While you can and should play with the timing of follow-ups, it is best to stick to that schedule until something else is discovered. Follow-ups should not be repetitive and annoying. If suggests six emails to send – one for the initial contact, and five for follow-ups.

It will ensure that you are checking all the boxes. Continue to do that until it stops working for you or your audience.

Set yourself up for success

So now you understand why it is important to follow up, how long it takes, and how many messages you should send.

You must prepare yourself for maximum success before you even start. What is the first step? It is important to write it down.

You can benefit from writing down your goals and your workflows on several fronts. It helps to create consistency among your team members, keeps everyone on the same page, and helps you reach your goals more effectively than if they weren’t written down.

A set of rules that govern time, frequency, amount, and message will help you maximize your follow-up success. Be consistent. Automate.

Diversify your Channels

An omnichannel approach is another key element that distinguishes the successful follow-up players from those who are just doing the job.

Email is the best channel to communicate with people. However, it doesn’t mean that other channels aren’t worth the effort.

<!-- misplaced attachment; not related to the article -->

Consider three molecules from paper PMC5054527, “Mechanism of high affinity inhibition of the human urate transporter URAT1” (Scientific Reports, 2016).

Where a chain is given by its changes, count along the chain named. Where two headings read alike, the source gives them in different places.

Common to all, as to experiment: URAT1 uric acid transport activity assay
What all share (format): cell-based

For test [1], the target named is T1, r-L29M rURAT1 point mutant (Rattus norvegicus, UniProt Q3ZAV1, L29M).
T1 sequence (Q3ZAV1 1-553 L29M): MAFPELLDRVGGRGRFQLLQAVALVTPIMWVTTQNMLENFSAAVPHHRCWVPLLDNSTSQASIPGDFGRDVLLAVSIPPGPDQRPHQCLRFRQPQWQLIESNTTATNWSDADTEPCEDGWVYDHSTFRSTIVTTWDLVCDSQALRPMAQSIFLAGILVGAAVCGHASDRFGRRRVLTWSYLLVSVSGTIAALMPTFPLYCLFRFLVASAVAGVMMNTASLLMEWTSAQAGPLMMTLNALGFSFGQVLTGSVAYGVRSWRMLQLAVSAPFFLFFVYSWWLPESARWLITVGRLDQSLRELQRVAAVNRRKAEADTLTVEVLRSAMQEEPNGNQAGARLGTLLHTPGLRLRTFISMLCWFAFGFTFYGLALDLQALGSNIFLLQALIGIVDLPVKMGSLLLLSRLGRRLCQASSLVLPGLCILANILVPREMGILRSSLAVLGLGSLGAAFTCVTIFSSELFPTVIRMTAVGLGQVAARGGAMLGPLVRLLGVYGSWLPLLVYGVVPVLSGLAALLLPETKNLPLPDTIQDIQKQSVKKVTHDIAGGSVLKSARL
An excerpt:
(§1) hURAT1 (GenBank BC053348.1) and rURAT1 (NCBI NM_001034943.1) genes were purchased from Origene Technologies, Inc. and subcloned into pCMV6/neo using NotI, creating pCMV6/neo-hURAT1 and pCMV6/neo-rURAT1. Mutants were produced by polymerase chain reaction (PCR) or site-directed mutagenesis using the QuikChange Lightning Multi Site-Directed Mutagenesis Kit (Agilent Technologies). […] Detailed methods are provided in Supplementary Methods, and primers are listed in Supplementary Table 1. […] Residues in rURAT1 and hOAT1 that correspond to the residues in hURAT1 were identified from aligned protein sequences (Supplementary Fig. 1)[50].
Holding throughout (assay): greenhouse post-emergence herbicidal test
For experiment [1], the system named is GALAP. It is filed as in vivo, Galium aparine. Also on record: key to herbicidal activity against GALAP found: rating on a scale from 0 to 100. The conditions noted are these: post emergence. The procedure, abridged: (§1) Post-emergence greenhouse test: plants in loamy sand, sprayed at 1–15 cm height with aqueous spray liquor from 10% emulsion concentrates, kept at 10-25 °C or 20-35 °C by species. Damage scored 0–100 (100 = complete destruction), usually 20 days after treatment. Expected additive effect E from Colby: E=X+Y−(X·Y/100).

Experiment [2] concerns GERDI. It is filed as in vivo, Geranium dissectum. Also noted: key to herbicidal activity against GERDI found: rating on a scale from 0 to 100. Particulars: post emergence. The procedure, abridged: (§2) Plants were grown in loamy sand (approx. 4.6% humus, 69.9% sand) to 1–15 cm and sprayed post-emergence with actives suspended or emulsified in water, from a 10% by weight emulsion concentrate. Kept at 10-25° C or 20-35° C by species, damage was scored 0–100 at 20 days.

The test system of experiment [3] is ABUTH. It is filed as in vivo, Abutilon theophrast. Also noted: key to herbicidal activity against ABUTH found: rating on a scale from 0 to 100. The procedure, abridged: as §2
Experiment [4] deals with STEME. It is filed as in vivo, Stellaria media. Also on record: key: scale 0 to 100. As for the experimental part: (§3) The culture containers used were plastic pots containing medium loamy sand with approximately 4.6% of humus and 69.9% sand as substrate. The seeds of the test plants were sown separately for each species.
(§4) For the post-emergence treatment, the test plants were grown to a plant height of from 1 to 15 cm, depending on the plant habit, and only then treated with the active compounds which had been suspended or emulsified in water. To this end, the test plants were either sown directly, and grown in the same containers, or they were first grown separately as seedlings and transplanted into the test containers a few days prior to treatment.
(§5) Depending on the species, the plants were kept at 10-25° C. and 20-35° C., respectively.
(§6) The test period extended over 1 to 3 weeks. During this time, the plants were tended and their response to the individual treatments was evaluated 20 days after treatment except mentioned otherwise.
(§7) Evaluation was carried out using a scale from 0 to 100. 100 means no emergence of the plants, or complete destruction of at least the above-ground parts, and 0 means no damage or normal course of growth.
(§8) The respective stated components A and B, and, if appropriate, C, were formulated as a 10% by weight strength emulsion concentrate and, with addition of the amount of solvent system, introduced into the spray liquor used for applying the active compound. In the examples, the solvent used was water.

“Social is not a question of “Should I do this?” To me, it’s a matter of “Should” you do it. You have to engage your audience on LinkedIn, Twitter, or Instagram if you want them to follow you.” -Jake Dunlap, Scaled

Consider an omnichannel approach. This is especially important if you don’t get a response from one channel. An omnichannel engagement strategy can help companies increase their annual revenue by 9.5% over the previous year. This is almost three times more than those who do not.

A multi-channel experience is the best for prospecting, nurturing, retention.

What channels are the most comfortable using and/or where were you first able to interact with them? Learn from them. Engage with them wherever and whenever they prefer.

Diversifying your channels will increase your chances of getting a response.

Determine what you want to achieve

It is crucial that you determine what you want from this email or email before you do anything else.

You might, for example:

  • Find out more or a particular piece of information
  • Arrange a meeting
  • Close a Sale

Because every situation is different, I cannot help you. Each campaign will have its unique requirements and your expectations for a follow-up email may change.

However, it is essential that you are aware of the details. You should never send an email, whether it’s a follow-up or not unless you are clear about what you want.